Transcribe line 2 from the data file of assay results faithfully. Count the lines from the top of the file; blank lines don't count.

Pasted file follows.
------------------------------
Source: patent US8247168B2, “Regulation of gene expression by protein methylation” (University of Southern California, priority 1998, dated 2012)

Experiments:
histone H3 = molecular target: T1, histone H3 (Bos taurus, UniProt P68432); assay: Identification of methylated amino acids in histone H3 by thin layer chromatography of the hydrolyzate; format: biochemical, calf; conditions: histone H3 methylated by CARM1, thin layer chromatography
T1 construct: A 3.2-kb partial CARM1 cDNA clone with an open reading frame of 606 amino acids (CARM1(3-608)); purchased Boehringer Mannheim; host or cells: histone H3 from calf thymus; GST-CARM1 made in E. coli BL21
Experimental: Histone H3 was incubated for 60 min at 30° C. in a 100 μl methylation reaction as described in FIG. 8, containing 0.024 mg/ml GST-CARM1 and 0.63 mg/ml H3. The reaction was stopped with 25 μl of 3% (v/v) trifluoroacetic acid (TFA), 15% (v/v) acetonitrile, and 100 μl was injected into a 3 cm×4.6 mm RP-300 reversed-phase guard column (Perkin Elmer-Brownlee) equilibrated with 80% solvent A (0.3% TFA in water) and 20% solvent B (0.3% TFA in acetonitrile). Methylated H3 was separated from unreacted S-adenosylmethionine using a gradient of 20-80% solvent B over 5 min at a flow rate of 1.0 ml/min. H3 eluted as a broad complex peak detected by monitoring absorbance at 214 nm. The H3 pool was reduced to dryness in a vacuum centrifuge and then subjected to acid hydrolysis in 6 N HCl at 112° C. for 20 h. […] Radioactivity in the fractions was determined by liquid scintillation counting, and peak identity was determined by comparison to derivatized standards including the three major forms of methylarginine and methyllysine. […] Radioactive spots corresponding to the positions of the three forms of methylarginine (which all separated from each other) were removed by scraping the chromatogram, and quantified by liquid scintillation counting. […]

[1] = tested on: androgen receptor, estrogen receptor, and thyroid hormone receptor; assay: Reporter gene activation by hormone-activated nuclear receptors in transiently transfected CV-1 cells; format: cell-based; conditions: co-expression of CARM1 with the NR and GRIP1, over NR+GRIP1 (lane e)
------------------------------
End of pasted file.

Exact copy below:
Experiments: